Keep Pockets Out Of Your Gums
- March 22, 2016
Pockets in your clothing are great. Air pockets help make aviation possible. Pockets on a pool table are what you’re aiming for.
But pockets in your gums? That’s bad news.
If you have those kinds of pockets, there is a good chance you are suffering from periodontitis, a form of gum disease.
With proper care, you will never have these kinds of pockets. If you do, visit Pioneer Dental Group in Oregon City. We can help without surgery.
Gum disease signs
Gum disease is fairly common in the United States, and 80 percent of Americans will experience some form of periodontal disease during their lives.
In most cases, people have gingivitis. This is considered the minor form of gum disease. With proper treatment, this can be controlled and reversed.
Preventive care is always your best option. This is why we encourage our patients to brush for two minutes twice a day and to floss every day.
You also need routine cleanings and exams at your dentist.
Here’s why. Your mouth is full of the bacteria, and this bacteria is constantly trying to form plaque.
Proper brushing and flossing go a long way toward removing the bacteria and preventing plaque buildup. A professional cleaning will remove plaque from the harder to reach places and allow your dentist or hygienist to spot problems early.
If you don’t brush and floss and you skip your dental cleanings, plaque can lead to tartar. This is harder than plaque and more difficult to remove with brushing and flossing.
If you develop gingivitis, your gums can bleed while you are brushing or flossing your teeth, and your gums may appear red and swollen. This is a sign that you should improve your oral hygiene habits.
Gingivitis can develop into periodontitis if left untreated. Periodontitis is a more severe form of gum disease.
People with this condition develop pockets in their gums. This is known as gum recession, and it occurs when your gums appear to be pulling away from your teeth.
When this happens, bacteria can get into the pockets between your teeth and gums. This makes an infection harder to reach, and it will require professional care to remove.
This infection can weaken the bones that hold your teeth in place or cause tooth decay. These could lead to your teeth falling out or feeling loose in their sockets.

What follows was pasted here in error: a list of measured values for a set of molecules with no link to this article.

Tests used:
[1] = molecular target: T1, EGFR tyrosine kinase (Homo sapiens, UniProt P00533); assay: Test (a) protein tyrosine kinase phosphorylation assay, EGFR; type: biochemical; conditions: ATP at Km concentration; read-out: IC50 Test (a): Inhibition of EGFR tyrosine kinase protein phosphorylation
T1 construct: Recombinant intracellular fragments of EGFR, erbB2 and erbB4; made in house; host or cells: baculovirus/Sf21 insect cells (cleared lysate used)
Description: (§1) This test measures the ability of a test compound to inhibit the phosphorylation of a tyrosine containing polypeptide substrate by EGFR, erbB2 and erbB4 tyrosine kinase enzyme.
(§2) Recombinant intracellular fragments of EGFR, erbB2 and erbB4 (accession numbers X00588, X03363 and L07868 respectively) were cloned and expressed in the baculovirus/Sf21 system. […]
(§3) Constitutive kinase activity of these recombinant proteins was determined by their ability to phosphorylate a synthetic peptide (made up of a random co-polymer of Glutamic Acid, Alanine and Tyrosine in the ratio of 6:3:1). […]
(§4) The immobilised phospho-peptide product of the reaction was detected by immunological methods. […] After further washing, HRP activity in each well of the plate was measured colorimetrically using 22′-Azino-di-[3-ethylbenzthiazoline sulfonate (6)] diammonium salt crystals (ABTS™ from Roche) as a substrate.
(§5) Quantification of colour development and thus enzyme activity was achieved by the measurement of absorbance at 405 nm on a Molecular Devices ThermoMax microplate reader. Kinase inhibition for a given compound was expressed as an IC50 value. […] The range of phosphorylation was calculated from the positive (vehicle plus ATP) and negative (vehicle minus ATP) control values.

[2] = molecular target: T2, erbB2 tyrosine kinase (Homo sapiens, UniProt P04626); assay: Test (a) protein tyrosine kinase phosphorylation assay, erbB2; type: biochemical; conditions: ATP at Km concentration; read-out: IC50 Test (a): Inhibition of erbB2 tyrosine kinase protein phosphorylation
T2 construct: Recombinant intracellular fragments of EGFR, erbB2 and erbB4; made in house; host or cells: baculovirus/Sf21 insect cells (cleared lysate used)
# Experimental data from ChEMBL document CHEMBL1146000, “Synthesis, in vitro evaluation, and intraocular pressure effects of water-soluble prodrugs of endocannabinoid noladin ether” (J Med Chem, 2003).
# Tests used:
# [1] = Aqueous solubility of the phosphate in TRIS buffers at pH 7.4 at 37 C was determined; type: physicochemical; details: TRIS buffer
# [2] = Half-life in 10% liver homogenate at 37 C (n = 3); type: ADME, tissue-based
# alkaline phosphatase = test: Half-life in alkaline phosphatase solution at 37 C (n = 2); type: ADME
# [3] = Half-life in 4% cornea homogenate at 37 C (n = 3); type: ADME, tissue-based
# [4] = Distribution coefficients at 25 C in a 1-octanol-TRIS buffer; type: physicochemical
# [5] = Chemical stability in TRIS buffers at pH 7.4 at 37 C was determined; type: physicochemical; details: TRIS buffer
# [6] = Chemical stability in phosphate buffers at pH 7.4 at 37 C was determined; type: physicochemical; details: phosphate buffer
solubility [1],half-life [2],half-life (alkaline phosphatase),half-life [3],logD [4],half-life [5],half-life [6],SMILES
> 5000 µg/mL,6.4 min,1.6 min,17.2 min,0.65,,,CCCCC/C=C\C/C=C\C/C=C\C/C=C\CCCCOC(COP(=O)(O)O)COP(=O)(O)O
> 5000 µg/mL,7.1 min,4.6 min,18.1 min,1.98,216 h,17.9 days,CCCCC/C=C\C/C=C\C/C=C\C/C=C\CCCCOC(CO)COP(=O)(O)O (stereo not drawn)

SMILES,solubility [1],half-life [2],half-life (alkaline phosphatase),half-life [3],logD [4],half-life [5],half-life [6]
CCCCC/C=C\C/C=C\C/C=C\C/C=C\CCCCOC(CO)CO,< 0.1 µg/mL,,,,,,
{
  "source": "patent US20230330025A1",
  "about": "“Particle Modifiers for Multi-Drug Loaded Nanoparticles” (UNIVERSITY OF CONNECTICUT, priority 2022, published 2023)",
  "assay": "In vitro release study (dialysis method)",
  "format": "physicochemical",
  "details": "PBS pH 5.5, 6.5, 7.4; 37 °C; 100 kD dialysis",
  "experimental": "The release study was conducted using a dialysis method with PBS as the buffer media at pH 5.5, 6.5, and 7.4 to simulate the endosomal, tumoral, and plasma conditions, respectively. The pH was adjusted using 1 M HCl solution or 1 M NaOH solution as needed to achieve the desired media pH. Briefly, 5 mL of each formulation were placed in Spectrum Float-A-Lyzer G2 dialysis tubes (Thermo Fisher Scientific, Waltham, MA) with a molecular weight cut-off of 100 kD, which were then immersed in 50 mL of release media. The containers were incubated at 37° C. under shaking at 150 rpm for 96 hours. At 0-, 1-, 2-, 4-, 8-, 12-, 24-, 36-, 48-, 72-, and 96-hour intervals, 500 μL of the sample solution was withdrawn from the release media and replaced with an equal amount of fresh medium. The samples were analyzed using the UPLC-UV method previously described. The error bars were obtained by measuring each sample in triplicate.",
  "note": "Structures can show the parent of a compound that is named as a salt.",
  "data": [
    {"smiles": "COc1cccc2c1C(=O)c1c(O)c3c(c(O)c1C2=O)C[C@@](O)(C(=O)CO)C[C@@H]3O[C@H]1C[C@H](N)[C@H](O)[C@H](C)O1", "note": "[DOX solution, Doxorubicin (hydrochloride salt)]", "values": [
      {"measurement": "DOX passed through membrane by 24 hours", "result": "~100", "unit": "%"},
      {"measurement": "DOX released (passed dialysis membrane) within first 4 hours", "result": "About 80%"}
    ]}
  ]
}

We use non-surgical treatments at Pioneer Dental Group to help our patients who have gum disease. The types of treatments we use will depend on the severity of your periodontal disease.
The first step is root planing and scaling. This is considered a deep cleaning of your gums, and it goes beyond what you normally receive during your routine cleaning.
By doing this, we can remove tartar that has built up under your gums and around the roots of your teeth.
You also may receive an antibiotic. This will kill the infection and any disease inside the pockets of your gums.
Non-surgical methods are less painful and allow our patients to recover more quickly.
Your risk for gum disease
As we pointed out earlier, gum disease is fairly common, but mostly under control.
You should be aware of factors that may put you at greater risk of gum disease, however. Here are risk factors that have been identified by the American Academy of Periodontology:
- Age – More than 70 percent of Americans 65 and older have periodontitis, according to the Centers for Disease Control.
- Tobacco use – Tobacco use is one of the most significant factors that increases your risk of gum disease, not to mention cancer, heart disease, and lung disease.
- Genetics – Your eye and hair color isn’t the only thing you may have inherited from your family. Even with proper brushing and flossing, some people are just more susceptible to periodontal disease.
- Malnutrition – If you aren’t getting enough of the nutrients that your body needs, this can affect your immune system. A weak immune system has a harder time fighting off gum and other diseases.
- Stress – Stress has been linked to many things including cancer and high blood pressure. You can add periodontal disease to that list as well.
- Medicine – The side effects of certain drugs can affect your oral health. When you receive a prescription, talk to your pharmacist about side effects, including the potential effects on your oral health.
- Clenching your teeth – Putting added pressure on your jaw can stress the supporting tissues in your mouth.
- Systemic diseases – Cardiovascular disease, diabetes, arthritis, and other diseases that interfere with your inflammatory system can increase your risk of gum problems.
Take action now … or you’ll need it later
As we said, preventive care is the best way to stop gum disease from becoming a problem. Being proactive in maintaining your oral health is important to keeping your gums and teeth healthy.
If you need a cleaning or you are concerned about gum disease, please call us at 503-388-4691 or use our online form. The team at the Pioneer Dental Group in Oregon City wants to keep you smiling.